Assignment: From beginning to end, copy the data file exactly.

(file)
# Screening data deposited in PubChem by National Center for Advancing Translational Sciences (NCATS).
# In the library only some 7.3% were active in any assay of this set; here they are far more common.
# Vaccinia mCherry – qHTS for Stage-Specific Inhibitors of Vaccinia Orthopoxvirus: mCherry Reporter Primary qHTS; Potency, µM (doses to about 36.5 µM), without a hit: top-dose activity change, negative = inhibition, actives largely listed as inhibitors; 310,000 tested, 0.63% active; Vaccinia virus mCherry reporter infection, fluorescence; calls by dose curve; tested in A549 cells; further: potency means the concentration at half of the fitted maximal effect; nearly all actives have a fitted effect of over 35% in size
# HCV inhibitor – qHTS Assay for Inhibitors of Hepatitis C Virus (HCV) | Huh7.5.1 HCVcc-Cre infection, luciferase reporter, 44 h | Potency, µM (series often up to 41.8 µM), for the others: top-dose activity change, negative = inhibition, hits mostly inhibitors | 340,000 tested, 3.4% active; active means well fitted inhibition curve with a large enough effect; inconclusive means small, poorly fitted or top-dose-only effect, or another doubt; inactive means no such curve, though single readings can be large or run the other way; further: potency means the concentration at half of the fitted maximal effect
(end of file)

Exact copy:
# Screening data deposited in PubChem by National Center for Advancing Translational Sciences (NCATS).
# In the library only some 7.3% were active in any assay of this set; here they are far more common.
# Vaccinia mCherry – qHTS for Stage-Specific Inhibitors of Vaccinia Orthopoxvirus: mCherry Reporter Primary qHTS; Potency, µM (doses to about 36.5 µM), without a hit: top-dose activity change, negative = inhibition, actives largely listed as inhibitors; 310,000 tested, 0.63% active; Vaccinia virus mCherry reporter infection, fluorescence; calls by dose curve; tested in A549 cells; further: potency means the concentration at half of the fitted maximal effect; nearly all actives have a fitted effect of over 35% in size
# HCV inhibitor – qHTS Assay for Inhibitors of Hepatitis C Virus (HCV) | Huh7.5.1 HCVcc-Cre infection, luciferase reporter, 44 h | Potency, µM (series often up to 41.8 µM), for the others: top-dose activity change, negative = inhibition, hits mostly inhibitors | 340,000 tested, 3.4% active; active means well fitted inhibition curve with a large enough effect; inconclusive means small, poorly fitted or top-dose-only effect, or another doubt; inactive means no such curve, though single readings can be large or run the other way; further: potency means the concentration at half of the fitted maximal effect